You Can’t Over-Optimize Your Songwriting Process

Some days (ahem, months) can be a real struggle when it comes to art. There are so many songwriting tools within the craft that you can use (metaphor, imagery, prosody, etc.), and then there are literal tools everywhere, helping us with our songwriting process, letting us write just a little faster.

Rhyming dictionaries, thesauruses, word generators.

Websites that can be really helpful while writing songs.

Templates that you just fill in.

Apps for planning out your schedule by the minute.

While I do believe that it is really important to be organized and resourceful with songwriting, there comes a point when I’ve spent most of my time doing prep work. I’ve collected all the apps and books and websites, I’ve planned out my days to incorporate writing, I’ve built my songwriting space, I’ve plotted out practically every single line of a song—and yet, I have nothing to show for it.

I haven’t written, I’ve over-optimized.

And that’s the thing. We’re artists, not machines. Not every song is going to be the same “quality”. Not every song is going to connect the way we want it to, no matter how much we plan.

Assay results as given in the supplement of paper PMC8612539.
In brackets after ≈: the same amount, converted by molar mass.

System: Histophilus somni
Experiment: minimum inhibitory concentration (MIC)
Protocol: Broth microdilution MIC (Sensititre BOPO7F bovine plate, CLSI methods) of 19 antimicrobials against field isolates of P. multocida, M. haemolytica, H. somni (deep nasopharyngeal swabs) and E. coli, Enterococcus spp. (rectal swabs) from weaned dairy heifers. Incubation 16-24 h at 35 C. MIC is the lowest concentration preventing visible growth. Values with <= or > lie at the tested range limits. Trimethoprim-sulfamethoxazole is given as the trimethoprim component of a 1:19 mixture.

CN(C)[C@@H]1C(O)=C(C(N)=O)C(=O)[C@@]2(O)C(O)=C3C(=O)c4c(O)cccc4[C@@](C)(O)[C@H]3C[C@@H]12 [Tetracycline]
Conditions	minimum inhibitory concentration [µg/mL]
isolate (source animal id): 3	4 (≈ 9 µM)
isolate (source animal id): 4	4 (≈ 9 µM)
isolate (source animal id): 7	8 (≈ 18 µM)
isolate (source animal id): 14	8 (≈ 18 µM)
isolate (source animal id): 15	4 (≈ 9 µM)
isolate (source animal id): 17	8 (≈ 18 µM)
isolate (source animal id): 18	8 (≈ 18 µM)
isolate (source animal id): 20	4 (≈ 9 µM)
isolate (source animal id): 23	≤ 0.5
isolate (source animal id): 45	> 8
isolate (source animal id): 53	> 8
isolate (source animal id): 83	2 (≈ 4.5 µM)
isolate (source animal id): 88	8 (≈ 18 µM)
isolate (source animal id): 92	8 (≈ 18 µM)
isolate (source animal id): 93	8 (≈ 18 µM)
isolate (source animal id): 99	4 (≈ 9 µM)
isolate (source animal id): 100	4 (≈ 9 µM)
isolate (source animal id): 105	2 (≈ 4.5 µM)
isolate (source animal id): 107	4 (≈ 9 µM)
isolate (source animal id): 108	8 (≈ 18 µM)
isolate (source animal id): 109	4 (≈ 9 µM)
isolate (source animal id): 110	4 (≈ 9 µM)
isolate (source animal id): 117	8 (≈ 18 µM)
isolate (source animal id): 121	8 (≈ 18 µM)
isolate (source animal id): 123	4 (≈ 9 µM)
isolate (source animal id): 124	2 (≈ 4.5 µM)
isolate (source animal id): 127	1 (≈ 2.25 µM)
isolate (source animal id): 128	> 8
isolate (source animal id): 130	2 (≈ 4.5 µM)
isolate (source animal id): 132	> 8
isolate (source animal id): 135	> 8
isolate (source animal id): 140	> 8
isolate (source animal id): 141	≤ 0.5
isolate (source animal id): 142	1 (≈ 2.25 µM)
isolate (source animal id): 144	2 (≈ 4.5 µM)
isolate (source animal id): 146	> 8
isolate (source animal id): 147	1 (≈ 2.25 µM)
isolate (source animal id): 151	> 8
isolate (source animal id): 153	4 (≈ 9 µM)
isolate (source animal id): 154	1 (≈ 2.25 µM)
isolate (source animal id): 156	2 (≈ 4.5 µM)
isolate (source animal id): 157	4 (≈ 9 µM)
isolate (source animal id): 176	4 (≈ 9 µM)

I believe the habits of optimizing come naturally to a type of creative that enjoys productivity, the ones that read self-help books and use their calendars when they don’t have to. It can be really addicting to feel like something has been accomplished because it’s been planned. It can be really helpful to plan something out before writing to give it structure and break through any writer’s block, but where do we draw the line?

For me, I’m trying to recognize where I’ve been attempting to optimize as a form of procrastination. When I find myself in the throes of re-arranging my music studio, I reel it back in with some self-awareness. Am I really unorganized or missing something in my process, or am I compensating for the fact that I am afraid to write a bad song?

And it really might be that simple. If you’re like me and have some of these habits, try stepping back one day and decide:

“I’ve done enough. Now it’s time to actually write.”


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